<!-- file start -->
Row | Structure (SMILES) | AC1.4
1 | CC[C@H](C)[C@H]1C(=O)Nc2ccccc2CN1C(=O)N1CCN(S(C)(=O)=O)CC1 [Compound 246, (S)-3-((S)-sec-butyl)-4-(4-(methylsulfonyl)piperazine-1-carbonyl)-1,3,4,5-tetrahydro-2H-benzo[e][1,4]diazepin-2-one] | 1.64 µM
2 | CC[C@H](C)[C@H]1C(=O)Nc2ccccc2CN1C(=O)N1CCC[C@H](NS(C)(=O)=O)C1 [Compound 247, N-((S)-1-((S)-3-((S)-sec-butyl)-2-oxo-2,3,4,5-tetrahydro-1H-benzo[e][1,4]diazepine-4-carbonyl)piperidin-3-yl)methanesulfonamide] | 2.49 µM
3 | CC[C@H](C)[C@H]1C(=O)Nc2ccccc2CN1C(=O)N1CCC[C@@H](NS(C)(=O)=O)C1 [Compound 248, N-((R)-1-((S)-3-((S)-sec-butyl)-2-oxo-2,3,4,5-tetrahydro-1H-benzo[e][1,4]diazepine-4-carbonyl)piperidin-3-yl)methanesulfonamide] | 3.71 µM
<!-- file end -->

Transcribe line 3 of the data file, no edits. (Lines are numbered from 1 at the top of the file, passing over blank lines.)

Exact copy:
2 | CC[C@H](C)[C@H]1C(=O)Nc2ccccc2CN1C(=O)N1CCC[C@H](NS(C)(=O)=O)C1 [Compound 247, N-((S)-1-((S)-3-((S)-sec-butyl)-2-oxo-2,3,4,5-tetrahydro-1H-benzo[e][1,4]diazepine-4-carbonyl)piperidin-3-yl)methanesulfonamide] | 2.49 µM